I believe in variety and a certain amount of randomization in a program, but you do not build top end, no joke, high level strength by complete randomization. The body simply needs more regular practice and structure to adapt and get past beginner level strength. I love the idea of different challenges and things you can’t prepare for, because I think it gives you a great holistic idea of how your training is actually preparing you for different purposes and possibly real life. But no amount of cool sounding terminology will get you past the fact that high level strength is a long term, regularly pursued activity. If you’re not doing your big squat, press and pull at least once on a 7-10 day basis, heavy and in the same basic style and rep range, you are not doing them often enough to get your best gains.
6 – Go out and play!
You’ve got the “bare bones, sliced with a razor, I know now that nothing will replace the gains I get from squats, presses and pulls and one big conditioning exercise,” new growth facilitators done. Now you are free with time and energy on some other days to try a new toy or a new workout or challenge. This can be great for you, because it does keep long term mental interest up. The mind drives the body. The more focused you are, the more energy your body drives into actually building itself. But be smart. Ease into new stuff until you’re ready to really give it 100% go! That means have a base of training so that when you do want to try something wild and crazy, you don’t end up sore and injured to the point that you have to be spoon fed your protein shakes for the next four days. Try to pick things that are complimentary and at the same time test or build slightly different pieces of the strength puzzle that you’re already working on.
7 – The one place where God-help-me Muscle Confusion might help you.
Let me restate that because the term muscle confusion is just crap. But there is a place where switching some things up regularly and creating some inefficiency might actually help you. My buddy Dave Whitely said, “I’m not trying to get muscle confusion, I’m trying to get muscle education.” That’s exactly what you’re getting when you practice an exercise regularly. You’re teaching the nerves how to do that. For strength – this is what you want. For endurance this is what you want. The best people in the world do basically the same exercises, the same way all the time because they need their body to ultimately practiced and efficient at those exercises. But for fat loss you can play with some confusion. Here’s what I mean. As you’re training you’ll physically get to a point where you’re very good at an exercise and it’s very ingrained and your performance actually goes way up while the effort you give goes down. In strength – you fix this by simply adding more weight to the bar. But in conditioning you get to a place where you have to go longer and longer to get the same effect (after a lot of training – this is NOT a super-important thing to do right away). So by switching to new exercises that you’re not efficient at you force the body to give a higher effort. Higher effort equals more calories burned and generally higher heart rate and breathing.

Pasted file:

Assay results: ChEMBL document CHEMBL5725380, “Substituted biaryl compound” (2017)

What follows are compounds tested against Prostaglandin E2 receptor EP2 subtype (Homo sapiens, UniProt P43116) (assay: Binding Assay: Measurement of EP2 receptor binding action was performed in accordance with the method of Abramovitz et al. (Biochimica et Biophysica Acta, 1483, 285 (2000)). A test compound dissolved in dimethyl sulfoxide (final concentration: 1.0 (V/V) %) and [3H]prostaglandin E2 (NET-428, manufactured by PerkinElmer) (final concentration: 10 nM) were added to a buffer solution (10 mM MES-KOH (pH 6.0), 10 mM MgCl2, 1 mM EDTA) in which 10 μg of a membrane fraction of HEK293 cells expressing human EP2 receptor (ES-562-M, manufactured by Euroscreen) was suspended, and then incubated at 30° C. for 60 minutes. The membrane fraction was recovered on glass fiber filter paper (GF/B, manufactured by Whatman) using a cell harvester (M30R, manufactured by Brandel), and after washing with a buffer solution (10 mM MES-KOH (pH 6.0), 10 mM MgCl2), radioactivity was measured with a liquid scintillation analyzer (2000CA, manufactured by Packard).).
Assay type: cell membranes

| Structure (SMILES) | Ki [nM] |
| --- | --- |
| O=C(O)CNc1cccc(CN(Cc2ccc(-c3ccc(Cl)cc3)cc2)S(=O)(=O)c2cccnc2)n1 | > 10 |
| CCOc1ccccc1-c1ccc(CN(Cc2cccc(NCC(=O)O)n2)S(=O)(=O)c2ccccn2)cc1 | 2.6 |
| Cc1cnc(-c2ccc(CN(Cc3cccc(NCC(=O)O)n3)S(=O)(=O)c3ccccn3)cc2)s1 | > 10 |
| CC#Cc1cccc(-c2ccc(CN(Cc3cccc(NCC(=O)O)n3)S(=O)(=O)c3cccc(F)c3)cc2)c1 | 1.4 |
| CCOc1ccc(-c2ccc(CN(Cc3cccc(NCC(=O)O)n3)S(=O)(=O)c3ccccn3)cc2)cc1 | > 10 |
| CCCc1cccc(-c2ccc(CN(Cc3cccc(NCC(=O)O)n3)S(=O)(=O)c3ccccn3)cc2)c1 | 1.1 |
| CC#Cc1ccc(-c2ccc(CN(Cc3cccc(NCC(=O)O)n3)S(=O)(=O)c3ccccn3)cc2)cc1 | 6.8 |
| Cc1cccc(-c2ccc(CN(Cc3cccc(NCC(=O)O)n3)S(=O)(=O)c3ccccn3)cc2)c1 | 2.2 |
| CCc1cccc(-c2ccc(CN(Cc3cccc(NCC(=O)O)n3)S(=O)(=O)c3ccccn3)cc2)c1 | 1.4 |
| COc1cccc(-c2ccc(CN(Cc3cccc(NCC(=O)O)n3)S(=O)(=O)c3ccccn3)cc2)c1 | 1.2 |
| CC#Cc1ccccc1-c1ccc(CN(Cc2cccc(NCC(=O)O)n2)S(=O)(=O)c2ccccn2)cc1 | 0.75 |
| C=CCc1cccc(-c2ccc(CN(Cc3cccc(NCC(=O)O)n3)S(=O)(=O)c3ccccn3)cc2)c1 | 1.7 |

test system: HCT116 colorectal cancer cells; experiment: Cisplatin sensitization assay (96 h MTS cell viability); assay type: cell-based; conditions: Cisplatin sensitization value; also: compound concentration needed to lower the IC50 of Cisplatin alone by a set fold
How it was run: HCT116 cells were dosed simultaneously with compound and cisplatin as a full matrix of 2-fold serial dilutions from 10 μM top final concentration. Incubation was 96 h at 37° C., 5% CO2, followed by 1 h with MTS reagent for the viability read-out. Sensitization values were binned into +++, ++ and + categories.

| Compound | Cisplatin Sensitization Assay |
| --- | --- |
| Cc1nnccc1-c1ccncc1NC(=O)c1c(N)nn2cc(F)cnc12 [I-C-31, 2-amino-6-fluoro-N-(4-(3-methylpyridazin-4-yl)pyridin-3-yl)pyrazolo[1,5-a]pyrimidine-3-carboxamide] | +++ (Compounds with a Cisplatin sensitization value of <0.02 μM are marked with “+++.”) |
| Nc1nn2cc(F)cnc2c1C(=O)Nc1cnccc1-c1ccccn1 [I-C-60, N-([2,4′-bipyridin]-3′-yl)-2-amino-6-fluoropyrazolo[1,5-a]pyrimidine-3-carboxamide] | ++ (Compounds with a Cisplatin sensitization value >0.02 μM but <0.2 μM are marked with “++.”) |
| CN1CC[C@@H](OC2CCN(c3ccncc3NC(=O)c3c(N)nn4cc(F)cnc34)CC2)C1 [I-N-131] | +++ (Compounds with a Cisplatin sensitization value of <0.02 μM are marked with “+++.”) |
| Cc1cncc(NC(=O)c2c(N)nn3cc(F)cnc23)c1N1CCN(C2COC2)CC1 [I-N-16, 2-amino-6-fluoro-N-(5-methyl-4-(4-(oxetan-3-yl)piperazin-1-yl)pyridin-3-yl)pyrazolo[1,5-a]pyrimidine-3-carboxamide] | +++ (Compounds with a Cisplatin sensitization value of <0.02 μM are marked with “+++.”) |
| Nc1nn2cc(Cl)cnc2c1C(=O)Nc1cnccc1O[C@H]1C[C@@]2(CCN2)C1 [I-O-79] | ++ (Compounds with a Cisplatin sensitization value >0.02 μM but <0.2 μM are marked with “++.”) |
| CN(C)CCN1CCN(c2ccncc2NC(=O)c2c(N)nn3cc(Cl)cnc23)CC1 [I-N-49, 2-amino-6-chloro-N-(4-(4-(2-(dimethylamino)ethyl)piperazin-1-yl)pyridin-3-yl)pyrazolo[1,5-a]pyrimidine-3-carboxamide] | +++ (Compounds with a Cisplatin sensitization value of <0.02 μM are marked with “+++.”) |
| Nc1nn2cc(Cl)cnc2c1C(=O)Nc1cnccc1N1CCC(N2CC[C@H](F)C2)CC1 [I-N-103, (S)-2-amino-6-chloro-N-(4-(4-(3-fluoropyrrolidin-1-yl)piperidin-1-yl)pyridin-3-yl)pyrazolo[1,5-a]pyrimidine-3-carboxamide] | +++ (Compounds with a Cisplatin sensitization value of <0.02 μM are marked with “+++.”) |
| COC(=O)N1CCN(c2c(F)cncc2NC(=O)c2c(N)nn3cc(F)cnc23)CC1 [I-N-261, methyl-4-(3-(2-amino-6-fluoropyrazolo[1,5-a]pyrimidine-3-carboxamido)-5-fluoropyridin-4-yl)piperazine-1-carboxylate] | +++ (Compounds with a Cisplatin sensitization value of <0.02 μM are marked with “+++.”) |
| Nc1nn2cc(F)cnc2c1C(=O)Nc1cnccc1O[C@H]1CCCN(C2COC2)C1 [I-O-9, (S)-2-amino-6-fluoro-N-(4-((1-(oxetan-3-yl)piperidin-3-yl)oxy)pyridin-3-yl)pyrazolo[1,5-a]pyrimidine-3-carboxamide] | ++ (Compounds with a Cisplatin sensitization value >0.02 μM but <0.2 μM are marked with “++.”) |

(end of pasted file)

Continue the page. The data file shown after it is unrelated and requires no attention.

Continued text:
I love variety in training. I feel like the human body is an amazing, miraculous, divinely created machine with God-given abilities in many different directions. I feel like it’s a waste of life not to explore as much as you can. I’ve also committed to a lifetime of training and over that lifetime it is helpful to explore many different challenges, especially from the standpoints of potential overuse injury and maintaining excitement and interest. You just need to be smart about how you put it together. Pick a few main things, do them hard, heavy and regular, pick goals and new exercises that compliment what you’re already doing. Then go out, have a good time and try some new stuff you crazy kids!
That’s how you have your cake and gains too.